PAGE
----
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Mayweather-Pacquiao: What Time Will the Fight Start?

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The timing of a prizefight depends on everything from the results of the undercard to the unpredictable whims of the two boxers

Saturday’s fight between Floyd Mayweather Jr. and Manny Pacquiao is a mega-event, many years in the making, worth hundreds of millions of dollars for both boxers. It’s a brawl that will define their careers: The sport will see Mayweather and Pacquiao differently when the fight is over.

But first the fight has to start. And no one has any idea when that’s going to happen.

The other circled events on the sports calendar run on carefully coordinated schedules. The Super Bowl, for example, kicks off at exactly 6:30 p.m. ET. But boxing doesn’t believe in that type of precise organization. The timing of a prizefight depends on everything from the results of the undercard to the unpredictable whims of the two people who are preparing to punch each other in front of an international audience. Not even sports books are taking bets on the opening bell. The only thing anyone involved with the fight can say for sure is that it won’t begin earlier than 11 p.m. ET.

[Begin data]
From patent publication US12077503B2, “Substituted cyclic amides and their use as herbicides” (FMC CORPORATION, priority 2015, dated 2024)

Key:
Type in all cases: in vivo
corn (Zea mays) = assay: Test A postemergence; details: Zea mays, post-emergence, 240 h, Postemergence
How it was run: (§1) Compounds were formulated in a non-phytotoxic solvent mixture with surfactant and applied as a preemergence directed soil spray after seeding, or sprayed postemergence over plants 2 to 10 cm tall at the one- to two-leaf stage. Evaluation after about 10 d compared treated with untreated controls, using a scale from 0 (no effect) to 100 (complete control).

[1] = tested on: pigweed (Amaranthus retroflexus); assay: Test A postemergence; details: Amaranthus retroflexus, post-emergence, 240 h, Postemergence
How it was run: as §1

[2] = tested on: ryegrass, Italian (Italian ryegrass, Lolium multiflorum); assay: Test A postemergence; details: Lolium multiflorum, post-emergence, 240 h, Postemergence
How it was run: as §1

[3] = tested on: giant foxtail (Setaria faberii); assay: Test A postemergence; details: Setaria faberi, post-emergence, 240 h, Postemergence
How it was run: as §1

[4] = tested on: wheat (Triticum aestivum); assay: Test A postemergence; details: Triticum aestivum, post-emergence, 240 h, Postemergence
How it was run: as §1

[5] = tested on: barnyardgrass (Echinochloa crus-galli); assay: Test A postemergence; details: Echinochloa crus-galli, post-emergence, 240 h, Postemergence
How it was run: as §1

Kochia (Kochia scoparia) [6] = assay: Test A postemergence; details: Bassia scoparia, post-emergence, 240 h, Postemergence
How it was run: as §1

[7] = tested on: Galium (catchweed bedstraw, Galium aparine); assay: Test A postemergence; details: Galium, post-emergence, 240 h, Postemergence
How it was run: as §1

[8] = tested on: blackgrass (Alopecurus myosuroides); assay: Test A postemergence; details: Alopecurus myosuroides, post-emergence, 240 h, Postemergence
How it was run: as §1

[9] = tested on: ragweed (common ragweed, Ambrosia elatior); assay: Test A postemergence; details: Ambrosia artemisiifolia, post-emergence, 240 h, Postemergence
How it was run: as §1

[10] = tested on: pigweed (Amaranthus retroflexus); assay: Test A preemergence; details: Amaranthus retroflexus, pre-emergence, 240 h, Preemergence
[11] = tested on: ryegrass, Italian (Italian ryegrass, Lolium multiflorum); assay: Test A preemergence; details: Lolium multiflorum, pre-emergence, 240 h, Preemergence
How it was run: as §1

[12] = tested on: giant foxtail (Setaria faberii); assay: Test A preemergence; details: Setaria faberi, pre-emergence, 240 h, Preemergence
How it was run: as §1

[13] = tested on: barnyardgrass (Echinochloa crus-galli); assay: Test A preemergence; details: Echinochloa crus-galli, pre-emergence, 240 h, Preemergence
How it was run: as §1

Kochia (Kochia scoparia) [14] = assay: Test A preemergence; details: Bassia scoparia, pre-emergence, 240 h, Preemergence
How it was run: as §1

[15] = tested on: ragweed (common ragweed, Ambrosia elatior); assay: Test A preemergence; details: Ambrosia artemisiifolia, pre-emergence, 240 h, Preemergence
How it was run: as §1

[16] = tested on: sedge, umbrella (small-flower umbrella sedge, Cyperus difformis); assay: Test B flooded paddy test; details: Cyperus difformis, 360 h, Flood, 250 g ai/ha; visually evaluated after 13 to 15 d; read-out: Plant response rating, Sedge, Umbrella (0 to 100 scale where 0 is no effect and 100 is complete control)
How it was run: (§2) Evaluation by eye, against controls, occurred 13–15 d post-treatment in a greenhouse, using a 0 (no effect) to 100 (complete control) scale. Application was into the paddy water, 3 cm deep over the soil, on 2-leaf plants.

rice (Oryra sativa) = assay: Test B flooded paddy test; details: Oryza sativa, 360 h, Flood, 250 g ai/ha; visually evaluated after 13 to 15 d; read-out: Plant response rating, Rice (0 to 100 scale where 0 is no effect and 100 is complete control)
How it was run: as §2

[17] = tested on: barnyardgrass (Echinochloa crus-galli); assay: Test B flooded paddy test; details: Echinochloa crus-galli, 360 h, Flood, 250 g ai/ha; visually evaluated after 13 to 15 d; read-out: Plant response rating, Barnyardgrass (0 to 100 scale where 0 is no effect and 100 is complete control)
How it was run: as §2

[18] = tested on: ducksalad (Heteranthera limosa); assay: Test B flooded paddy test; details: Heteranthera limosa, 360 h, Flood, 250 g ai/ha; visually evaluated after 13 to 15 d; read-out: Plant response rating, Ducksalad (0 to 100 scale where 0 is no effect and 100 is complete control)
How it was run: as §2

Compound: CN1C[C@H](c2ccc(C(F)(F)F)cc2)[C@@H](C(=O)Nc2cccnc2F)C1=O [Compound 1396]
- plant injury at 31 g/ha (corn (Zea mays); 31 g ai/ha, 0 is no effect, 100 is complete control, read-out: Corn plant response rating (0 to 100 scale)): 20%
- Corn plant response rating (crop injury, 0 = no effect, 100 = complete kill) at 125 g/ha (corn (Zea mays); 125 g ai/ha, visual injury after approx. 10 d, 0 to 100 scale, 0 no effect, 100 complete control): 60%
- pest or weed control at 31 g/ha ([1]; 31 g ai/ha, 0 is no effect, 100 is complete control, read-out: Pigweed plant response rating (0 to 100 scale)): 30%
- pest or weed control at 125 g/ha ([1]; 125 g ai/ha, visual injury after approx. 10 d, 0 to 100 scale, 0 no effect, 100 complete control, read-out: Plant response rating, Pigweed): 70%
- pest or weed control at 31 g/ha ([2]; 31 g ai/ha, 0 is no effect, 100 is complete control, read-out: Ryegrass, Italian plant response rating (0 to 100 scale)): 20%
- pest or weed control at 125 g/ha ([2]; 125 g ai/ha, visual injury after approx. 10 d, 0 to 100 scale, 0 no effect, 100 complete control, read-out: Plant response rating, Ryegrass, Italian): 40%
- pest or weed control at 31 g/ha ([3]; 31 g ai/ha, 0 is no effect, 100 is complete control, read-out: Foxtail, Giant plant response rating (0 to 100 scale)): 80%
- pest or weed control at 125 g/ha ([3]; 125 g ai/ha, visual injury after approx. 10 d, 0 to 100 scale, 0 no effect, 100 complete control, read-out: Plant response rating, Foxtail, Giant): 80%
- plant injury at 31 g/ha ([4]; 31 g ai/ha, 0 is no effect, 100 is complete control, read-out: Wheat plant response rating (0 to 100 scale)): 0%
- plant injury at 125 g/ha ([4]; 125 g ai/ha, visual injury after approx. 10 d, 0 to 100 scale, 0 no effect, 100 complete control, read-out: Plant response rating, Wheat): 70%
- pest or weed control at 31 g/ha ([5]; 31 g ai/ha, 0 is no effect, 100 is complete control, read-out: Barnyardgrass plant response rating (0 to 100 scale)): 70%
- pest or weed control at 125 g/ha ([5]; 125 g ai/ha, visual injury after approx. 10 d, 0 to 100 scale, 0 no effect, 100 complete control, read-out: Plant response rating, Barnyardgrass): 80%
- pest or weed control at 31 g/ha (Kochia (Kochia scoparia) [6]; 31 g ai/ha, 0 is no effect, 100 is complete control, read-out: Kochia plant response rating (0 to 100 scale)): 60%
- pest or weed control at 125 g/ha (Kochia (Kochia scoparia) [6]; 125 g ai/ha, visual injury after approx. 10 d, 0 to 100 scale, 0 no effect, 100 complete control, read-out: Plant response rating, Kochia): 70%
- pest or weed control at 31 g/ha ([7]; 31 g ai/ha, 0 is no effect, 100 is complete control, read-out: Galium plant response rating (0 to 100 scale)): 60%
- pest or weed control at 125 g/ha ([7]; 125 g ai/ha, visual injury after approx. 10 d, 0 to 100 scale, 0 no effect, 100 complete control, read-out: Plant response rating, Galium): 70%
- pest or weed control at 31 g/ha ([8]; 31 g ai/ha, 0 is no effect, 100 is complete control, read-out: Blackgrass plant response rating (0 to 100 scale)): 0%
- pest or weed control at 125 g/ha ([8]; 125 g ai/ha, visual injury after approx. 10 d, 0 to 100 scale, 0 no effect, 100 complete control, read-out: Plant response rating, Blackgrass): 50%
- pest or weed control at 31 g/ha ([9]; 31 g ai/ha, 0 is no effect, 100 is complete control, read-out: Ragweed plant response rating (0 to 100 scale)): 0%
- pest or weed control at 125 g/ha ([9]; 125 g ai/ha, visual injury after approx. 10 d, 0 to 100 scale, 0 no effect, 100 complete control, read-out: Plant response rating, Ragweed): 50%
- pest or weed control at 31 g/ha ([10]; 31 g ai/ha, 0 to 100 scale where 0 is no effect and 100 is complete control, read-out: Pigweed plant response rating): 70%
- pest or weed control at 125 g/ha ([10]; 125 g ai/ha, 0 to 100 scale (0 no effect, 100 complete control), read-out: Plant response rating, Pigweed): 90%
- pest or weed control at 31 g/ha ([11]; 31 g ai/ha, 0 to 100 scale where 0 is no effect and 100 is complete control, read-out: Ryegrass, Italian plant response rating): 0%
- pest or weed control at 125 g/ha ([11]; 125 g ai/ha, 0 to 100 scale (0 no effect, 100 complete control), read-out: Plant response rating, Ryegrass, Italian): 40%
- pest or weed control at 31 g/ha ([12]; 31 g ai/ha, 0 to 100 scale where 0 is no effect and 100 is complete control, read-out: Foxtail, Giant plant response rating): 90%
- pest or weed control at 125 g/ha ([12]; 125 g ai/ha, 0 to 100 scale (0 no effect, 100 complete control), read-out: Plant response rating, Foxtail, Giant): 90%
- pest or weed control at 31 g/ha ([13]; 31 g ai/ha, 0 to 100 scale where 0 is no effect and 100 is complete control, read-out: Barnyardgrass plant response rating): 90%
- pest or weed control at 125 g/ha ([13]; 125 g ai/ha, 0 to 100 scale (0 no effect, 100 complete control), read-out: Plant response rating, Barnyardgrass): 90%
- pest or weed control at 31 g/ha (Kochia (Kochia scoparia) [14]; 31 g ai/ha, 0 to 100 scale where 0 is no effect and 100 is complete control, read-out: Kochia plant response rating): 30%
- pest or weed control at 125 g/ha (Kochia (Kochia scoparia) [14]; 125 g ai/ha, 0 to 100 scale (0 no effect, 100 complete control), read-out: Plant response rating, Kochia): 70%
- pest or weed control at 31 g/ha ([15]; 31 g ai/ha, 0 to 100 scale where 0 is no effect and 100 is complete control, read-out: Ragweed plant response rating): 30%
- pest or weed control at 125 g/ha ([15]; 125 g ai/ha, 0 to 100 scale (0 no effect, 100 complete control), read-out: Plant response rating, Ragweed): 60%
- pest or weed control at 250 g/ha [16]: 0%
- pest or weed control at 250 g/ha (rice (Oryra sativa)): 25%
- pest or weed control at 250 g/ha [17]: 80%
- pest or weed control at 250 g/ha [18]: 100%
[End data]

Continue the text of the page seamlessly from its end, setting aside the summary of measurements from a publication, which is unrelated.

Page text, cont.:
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“I never like to predict,” said David Dinkins Jr., the executive producer of Showtime and HBO’s pay-per-view production.

To figure out what time Saturday’s main event might start, though, the Count went back and looked at Mayweather and Pacquiao’s last 10 fights. Here’s what we learned: The fight will almost certainly begin after 12 a.m. ET. How much after, however, is a question that’s impossible to answer.

Mayweather and Pacquiao’s previous bouts have begun as early as approximately 11:09 p.m. ET. But their most hyped fights were also the most delayed. The opening bell in Mayweather’s bout against Saul “Canelo” Alvarez in 2013 was rung around 12:36 a.m. The start times of boxing’s biggest nights also hint at how incredibly strange this sport can be. On the night of Pacquiao’s first fight against Timothy Bradley in 2012, for example, the undercard was over when there was a slight logistical problem: Pacquiao was busy watching the end of a Boston Celtics playoff game and nobody wanted to bother him.

 

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– Ben Cohen WSJ

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